Feb 18, 2020
Welcome to the February 18, 2019 edition of The HomeWork, the official newsletter of California YIMBY. In each edition, we aim to support grassroots YIMBYs with the most up-to-date thinking on how to end the housing shortage. The HomeWork offers top news clips, cutting-edge research by leading academics in housing and related studies, and the latest writings from the California YIMBY team on our blog.
We welcome your ideas and feedback — send story tips and ideas to Homework@cayimby.org.
A roundup of hot legislative action from our team in Sacramento:
SB 50 may be done (for now), but there are many other housing-related proposals making their way through the legislative process. While none of these other bills rise to the challenge of the housing crisis with the same force as SB 50, they’re still worthy of support and passage.
You can see here. Keep an eye on:, as well as some major transportation bills,
- Assemblymember Grayson’s AB 1484 and AB 1924: These are perhaps the most important housing production bills, which would reform how fees are assessed on housing.
- Assemblymember Chiu’s AB 2057: Seamless Bay Area- unite Bay Area transit under a single operator.
- Senator Umberg, SB 999: expanding rent control for some mobilehome owners
Legislators have to introduce new bills by Friday, February 21st, so check back for new bills after then.
Good with coffee and avocado toast:
- Corporate Landlords Aren’t the Real Culprit
- Build Build Build Build Build Build Build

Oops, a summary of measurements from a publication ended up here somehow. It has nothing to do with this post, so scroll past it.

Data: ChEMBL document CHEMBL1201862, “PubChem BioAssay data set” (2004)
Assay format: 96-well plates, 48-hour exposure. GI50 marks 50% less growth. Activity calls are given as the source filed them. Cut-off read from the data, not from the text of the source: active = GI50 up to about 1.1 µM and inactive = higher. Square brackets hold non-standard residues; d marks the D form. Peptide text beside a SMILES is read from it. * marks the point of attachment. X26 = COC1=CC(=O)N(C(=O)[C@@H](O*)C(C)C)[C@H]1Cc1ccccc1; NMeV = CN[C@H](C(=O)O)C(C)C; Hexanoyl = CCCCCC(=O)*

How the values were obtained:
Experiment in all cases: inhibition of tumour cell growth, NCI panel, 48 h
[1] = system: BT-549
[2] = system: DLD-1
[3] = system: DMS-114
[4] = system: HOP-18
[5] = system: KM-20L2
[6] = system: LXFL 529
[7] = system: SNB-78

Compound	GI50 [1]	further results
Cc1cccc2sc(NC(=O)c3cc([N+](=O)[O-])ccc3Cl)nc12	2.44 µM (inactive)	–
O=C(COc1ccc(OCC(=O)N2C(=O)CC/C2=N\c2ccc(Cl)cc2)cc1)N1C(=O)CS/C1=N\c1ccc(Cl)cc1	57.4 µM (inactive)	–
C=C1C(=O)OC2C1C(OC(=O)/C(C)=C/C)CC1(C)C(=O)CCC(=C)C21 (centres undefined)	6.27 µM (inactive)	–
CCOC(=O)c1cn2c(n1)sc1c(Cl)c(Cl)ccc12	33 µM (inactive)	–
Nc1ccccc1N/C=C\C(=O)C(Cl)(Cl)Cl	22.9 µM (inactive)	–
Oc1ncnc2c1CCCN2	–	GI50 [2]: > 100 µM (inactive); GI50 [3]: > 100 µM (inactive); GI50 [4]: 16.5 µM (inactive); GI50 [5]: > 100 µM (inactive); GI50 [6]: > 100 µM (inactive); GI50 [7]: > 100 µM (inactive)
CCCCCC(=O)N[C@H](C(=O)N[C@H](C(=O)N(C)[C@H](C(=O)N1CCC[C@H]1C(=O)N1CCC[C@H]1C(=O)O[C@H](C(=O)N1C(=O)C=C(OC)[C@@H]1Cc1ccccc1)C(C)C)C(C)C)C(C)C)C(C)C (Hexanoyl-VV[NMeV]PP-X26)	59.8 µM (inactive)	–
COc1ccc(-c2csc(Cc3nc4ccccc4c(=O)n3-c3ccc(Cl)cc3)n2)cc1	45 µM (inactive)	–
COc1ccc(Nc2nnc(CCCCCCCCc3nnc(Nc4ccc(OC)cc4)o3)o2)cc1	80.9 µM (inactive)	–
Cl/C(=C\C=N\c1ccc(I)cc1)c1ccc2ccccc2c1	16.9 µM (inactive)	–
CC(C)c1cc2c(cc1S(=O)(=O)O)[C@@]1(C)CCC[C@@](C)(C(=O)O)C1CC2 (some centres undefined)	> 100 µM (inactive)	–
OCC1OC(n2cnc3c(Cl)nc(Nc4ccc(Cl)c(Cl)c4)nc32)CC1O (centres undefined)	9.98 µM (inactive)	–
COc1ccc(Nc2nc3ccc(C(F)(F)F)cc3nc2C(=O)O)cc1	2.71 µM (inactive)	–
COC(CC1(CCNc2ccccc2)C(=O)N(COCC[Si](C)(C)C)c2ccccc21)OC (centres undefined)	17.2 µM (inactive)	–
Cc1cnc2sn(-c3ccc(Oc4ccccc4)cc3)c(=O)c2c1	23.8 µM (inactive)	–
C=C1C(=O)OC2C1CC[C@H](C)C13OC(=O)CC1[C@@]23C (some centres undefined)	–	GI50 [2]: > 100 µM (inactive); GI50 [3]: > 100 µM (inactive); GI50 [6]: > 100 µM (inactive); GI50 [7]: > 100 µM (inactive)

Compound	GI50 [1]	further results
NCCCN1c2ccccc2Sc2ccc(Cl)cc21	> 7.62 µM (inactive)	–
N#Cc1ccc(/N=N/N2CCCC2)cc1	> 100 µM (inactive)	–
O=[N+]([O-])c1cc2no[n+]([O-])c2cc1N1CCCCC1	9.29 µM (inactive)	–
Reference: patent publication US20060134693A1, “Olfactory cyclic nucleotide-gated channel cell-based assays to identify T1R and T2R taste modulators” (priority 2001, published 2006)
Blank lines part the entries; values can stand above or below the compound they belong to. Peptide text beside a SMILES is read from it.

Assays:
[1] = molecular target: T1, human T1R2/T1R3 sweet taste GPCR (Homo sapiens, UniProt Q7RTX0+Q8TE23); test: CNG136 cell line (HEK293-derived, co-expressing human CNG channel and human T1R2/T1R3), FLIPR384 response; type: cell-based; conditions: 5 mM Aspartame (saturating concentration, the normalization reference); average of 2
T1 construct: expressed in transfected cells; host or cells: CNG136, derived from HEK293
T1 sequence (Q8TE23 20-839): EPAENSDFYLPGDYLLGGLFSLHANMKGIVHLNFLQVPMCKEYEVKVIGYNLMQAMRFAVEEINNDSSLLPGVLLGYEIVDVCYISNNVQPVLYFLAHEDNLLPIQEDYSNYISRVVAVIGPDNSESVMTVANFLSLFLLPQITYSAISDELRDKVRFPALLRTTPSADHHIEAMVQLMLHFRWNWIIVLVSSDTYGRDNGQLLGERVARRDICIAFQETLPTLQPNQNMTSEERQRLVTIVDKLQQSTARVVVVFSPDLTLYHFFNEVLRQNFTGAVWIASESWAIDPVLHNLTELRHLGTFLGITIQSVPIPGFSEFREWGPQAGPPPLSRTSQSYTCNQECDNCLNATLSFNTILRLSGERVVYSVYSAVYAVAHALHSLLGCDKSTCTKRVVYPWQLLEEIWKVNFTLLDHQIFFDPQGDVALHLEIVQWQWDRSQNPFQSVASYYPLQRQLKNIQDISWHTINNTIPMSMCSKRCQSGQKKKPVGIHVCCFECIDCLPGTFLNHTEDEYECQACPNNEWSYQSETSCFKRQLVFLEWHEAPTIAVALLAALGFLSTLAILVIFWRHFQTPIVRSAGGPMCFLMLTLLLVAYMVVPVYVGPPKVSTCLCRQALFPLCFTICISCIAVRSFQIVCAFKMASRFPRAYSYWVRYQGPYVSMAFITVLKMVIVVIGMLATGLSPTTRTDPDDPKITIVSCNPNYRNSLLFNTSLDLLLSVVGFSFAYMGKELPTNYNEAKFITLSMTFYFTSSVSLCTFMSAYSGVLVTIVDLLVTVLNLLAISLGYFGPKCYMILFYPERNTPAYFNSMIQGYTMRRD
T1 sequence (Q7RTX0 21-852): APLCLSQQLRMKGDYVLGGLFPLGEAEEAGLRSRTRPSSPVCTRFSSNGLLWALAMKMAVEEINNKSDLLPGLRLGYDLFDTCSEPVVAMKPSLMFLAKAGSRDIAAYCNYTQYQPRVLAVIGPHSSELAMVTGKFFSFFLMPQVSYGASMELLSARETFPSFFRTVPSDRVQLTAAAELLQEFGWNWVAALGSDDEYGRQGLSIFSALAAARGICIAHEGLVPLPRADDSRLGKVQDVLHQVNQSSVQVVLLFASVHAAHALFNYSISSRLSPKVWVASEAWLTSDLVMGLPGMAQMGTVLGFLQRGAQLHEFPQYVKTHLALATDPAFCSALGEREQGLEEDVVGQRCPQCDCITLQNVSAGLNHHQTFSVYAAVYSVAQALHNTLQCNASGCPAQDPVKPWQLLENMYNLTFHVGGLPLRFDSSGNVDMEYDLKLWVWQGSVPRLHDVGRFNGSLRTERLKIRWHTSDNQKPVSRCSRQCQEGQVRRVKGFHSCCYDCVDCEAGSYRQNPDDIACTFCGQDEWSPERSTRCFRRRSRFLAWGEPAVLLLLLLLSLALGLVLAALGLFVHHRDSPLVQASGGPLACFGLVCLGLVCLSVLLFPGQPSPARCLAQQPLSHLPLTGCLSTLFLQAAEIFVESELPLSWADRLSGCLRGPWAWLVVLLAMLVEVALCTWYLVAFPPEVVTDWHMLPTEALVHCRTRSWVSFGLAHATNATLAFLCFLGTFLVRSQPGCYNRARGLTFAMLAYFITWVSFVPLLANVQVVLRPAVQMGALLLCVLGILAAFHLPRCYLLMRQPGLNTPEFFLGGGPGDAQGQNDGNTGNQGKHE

- Sweeping solutions, not half measures, needed to fix California’s housing crisis
- Across the Globe, Urban Sprawl Is Spreading
California YIMBY brings you summaries of cutting-edge research from the nation’s top housing experts. In this edition:
California Cities Have Room to Grow—Faster.
There are two policy questions at the heart of California’s housing crisis: how much new housing is legally allowed in the state’s affluent cities — what’s known as the “zoned capacity” — and how does the actual process of permitting new homes determine how many get built? So far, it has been difficult to disentangle issues of zoned capacity from city permitting processes, but the indefatigable UCLA trio of Paavo Monkkonen, Michael Lens, and Michael Manville are on the case.
In a hot new paper from the Terner Center, the professors analyze housing regulations and zoned capacity in cities’ Housing Elements from their general plans to understand just how the regulatory system suppresses homebuilding in areas of high demand.
- Regardless of regulations, cities with lower rents build less housing because there is less demand. However, cities with relatively fewer jobs did permit more housing overall due to higher zoned capacity. Therefore, the state should enable more homebuilding in high-demand areas that are experiencing higher rents by upzoning them.
- Process and zoned capacity are inextricably linked. More process alone does not reduce homebuilding; it’s a function of allowable density, too.
- Zoning is incredibly impactful on housing production, particularly for multifamily housing.
“I’ve moved about 11 times and I’ve lived with over 20 roommates since 2014, entirely because of the high cost of rent.”
— Meet Muhammad, California YIMBY’s Data & Digital Associate
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